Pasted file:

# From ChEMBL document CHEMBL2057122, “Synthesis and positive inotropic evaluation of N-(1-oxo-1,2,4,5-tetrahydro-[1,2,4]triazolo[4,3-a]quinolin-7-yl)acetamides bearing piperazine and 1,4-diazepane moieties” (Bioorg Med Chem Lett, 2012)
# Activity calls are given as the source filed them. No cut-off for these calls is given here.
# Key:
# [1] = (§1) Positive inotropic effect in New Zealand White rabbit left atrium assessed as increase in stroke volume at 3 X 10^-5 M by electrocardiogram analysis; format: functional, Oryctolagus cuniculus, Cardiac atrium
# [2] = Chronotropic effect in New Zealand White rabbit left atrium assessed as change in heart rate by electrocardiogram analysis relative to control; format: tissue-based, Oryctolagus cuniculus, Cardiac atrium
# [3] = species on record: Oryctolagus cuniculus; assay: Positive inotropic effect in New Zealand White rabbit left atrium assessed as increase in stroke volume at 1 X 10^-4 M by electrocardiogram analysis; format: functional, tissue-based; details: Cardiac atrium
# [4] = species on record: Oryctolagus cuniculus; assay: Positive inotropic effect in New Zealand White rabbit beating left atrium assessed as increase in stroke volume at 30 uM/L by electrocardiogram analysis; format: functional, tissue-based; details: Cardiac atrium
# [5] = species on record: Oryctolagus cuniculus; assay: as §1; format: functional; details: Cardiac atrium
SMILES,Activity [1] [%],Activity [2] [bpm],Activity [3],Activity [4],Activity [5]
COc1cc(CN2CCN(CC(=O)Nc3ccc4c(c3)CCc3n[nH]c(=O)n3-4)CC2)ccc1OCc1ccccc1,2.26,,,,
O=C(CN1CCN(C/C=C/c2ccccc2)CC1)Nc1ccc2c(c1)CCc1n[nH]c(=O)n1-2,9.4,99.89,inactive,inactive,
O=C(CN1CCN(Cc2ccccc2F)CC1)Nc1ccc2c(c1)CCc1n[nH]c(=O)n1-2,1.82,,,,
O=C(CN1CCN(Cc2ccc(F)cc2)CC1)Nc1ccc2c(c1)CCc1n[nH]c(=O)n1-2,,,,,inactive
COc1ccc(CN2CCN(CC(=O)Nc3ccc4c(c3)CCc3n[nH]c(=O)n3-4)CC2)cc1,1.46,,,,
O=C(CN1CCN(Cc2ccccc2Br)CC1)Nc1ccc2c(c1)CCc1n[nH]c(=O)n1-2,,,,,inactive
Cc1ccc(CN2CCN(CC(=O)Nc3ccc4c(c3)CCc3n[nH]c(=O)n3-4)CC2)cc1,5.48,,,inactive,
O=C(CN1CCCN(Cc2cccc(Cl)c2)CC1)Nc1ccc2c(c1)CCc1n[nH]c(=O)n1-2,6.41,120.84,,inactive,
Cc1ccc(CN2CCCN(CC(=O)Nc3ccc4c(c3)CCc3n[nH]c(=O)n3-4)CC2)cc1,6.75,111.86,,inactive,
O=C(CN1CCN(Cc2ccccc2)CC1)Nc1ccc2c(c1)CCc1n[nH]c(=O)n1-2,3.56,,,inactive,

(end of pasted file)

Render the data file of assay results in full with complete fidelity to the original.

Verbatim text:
# From ChEMBL document CHEMBL2057122, “Synthesis and positive inotropic evaluation of N-(1-oxo-1,2,4,5-tetrahydro-[1,2,4]triazolo[4,3-a]quinolin-7-yl)acetamides bearing piperazine and 1,4-diazepane moieties” (Bioorg Med Chem Lett, 2012)
# Activity calls are given as the source filed them. No cut-off for these calls is given here.
# Key:
# [1] = (§1) Positive inotropic effect in New Zealand White rabbit left atrium assessed as increase in stroke volume at 3 X 10^-5 M by electrocardiogram analysis; format: functional, Oryctolagus cuniculus, Cardiac atrium
# [2] = Chronotropic effect in New Zealand White rabbit left atrium assessed as change in heart rate by electrocardiogram analysis relative to control; format: tissue-based, Oryctolagus cuniculus, Cardiac atrium
# [3] = species on record: Oryctolagus cuniculus; assay: Positive inotropic effect in New Zealand White rabbit left atrium assessed as increase in stroke volume at 1 X 10^-4 M by electrocardiogram analysis; format: functional, tissue-based; details: Cardiac atrium
# [4] = species on record: Oryctolagus cuniculus; assay: Positive inotropic effect in New Zealand White rabbit beating left atrium assessed as increase in stroke volume at 30 uM/L by electrocardiogram analysis; format: functional, tissue-based; details: Cardiac atrium
# [5] = species on record: Oryctolagus cuniculus; assay: as §1; format: functional; details: Cardiac atrium
SMILES,Activity [1] [%],Activity [2] [bpm],Activity [3],Activity [4],Activity [5]
COc1cc(CN2CCN(CC(=O)Nc3ccc4c(c3)CCc3n[nH]c(=O)n3-4)CC2)ccc1OCc1ccccc1,2.26,,,,
O=C(CN1CCN(C/C=C/c2ccccc2)CC1)Nc1ccc2c(c1)CCc1n[nH]c(=O)n1-2,9.4,99.89,inactive,inactive,
O=C(CN1CCN(Cc2ccccc2F)CC1)Nc1ccc2c(c1)CCc1n[nH]c(=O)n1-2,1.82,,,,
O=C(CN1CCN(Cc2ccc(F)cc2)CC1)Nc1ccc2c(c1)CCc1n[nH]c(=O)n1-2,,,,,inactive
COc1ccc(CN2CCN(CC(=O)Nc3ccc4c(c3)CCc3n[nH]c(=O)n3-4)CC2)cc1,1.46,,,,
O=C(CN1CCN(Cc2ccccc2Br)CC1)Nc1ccc2c(c1)CCc1n[nH]c(=O)n1-2,,,,,inactive
Cc1ccc(CN2CCN(CC(=O)Nc3ccc4c(c3)CCc3n[nH]c(=O)n3-4)CC2)cc1,5.48,,,inactive,
O=C(CN1CCCN(Cc2cccc(Cl)c2)CC1)Nc1ccc2c(c1)CCc1n[nH]c(=O)n1-2,6.41,120.84,,inactive,
Cc1ccc(CN2CCCN(CC(=O)Nc3ccc4c(c3)CCc3n[nH]c(=O)n3-4)CC2)cc1,6.75,111.86,,inactive,
O=C(CN1CCN(Cc2ccccc2)CC1)Nc1ccc2c(c1)CCc1n[nH]c(=O)n1-2,3.56,,,inactive,